Contractually speaking, a swap contract is an agreement between two parties to exchange a series of cash flows.1 Technically speaking, a swap is a set of successive forward transactions, involving either a fixed interest rate and a floating (or “variable”) rate, or two different floating rates, or, in the case of a CRS only, two different fixed rates. Fixed rates involved in swaps are called swap rates. Floating rates are based on the -ibor rates, prevailing two banking days before the beginning of the period they are applied to. Both the types of cash flows, being based on a fixed or on a floating rate, are paid at their respective maturity, and netted in case of common maturity dates.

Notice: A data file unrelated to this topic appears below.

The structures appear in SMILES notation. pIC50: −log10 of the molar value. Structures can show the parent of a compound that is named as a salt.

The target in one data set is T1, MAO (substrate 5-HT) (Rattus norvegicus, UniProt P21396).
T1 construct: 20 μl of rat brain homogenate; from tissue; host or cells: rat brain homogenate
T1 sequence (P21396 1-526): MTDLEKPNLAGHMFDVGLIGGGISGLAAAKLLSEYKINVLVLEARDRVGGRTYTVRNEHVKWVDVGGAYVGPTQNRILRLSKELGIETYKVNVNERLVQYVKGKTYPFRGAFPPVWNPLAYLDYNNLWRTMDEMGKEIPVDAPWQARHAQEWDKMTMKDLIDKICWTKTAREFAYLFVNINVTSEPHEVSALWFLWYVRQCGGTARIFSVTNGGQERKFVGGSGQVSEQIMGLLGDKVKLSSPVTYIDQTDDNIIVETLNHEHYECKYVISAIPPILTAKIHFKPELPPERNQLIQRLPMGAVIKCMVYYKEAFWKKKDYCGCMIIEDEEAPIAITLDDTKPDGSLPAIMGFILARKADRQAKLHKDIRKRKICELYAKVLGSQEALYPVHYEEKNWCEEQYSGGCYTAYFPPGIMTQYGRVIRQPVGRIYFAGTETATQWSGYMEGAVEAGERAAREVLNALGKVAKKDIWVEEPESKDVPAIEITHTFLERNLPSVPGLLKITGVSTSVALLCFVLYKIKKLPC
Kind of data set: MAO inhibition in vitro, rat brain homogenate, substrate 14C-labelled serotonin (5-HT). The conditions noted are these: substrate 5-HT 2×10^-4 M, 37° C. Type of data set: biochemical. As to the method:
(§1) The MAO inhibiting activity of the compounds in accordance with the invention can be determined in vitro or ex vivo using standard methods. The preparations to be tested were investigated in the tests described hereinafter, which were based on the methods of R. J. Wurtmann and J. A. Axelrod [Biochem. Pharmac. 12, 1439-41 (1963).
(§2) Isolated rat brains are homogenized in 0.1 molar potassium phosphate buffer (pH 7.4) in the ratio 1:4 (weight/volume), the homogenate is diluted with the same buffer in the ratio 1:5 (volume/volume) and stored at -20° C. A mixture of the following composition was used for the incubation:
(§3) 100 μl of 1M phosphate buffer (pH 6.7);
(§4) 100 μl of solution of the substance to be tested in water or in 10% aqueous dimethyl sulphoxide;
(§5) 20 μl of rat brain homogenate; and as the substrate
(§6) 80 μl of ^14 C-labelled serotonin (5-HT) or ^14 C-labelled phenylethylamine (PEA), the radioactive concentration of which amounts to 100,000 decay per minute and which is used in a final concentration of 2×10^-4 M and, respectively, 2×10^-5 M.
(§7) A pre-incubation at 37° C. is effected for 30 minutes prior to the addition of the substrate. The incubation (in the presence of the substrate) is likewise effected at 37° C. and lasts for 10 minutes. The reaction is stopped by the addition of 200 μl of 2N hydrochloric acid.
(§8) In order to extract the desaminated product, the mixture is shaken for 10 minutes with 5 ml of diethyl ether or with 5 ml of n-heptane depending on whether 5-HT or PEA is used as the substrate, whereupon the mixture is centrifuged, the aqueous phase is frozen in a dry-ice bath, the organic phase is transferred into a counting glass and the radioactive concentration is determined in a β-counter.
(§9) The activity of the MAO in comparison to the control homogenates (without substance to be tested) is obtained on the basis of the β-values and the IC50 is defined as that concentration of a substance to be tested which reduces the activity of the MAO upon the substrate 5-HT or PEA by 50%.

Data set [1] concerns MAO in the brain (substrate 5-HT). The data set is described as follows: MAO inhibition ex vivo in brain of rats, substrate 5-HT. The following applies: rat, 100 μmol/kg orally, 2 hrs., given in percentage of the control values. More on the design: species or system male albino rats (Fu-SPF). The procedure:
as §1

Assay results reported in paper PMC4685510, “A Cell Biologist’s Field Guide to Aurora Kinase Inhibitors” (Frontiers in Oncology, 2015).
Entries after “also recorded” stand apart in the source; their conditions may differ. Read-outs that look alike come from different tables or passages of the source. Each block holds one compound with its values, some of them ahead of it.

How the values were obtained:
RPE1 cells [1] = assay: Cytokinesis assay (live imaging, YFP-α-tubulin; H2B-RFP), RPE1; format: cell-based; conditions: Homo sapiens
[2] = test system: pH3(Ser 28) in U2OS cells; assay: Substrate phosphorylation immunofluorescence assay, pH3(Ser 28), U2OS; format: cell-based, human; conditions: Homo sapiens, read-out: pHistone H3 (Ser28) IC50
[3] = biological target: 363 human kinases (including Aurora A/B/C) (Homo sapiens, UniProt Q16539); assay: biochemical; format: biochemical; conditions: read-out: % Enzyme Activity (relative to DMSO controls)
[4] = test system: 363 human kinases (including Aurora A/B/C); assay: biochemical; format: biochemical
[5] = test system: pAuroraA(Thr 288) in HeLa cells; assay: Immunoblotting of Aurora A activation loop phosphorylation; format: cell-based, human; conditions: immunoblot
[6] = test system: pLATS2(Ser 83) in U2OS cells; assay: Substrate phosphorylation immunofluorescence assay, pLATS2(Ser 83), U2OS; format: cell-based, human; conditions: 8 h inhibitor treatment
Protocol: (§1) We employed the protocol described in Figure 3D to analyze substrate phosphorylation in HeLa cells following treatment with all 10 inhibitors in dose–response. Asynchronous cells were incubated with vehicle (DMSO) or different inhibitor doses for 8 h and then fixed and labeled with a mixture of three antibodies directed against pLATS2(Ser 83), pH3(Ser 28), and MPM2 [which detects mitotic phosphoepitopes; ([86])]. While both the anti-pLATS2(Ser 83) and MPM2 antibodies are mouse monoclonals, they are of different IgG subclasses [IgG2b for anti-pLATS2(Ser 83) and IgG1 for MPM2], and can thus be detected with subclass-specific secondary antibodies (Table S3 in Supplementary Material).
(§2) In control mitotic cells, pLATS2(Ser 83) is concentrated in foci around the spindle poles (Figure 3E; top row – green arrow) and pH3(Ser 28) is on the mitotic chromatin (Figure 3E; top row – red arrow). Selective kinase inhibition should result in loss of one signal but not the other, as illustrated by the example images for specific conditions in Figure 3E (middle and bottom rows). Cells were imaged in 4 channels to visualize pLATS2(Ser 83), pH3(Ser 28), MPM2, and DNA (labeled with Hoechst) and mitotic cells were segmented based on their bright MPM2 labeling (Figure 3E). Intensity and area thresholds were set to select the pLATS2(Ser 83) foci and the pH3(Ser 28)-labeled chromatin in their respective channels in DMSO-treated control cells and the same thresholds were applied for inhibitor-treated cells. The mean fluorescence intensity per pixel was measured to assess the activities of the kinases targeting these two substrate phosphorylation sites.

Exchanged cash flows can be assets cash flows originating from assets payments, in this case one talk about asset swaps, or cash flows originating from debts interest payments, hence the naming of liability swaps.

If the whole set of exchanged cash flows involves a common single currency, the swap is called an interest rate swap (IRS). If the exchange of cash flows involves two currencies, one talks of currency rate swap (CRS) or cross currency rate swap (CCRS).2

A swap is an unconditional product: the exchange of cash flows cannot depend from any kind of condition. A contrario, credit default swaps and similar derivatives on a default risk are not swaps, strictly speaking, because there are conditional. We will look at these in Chapter 13.

The market ...

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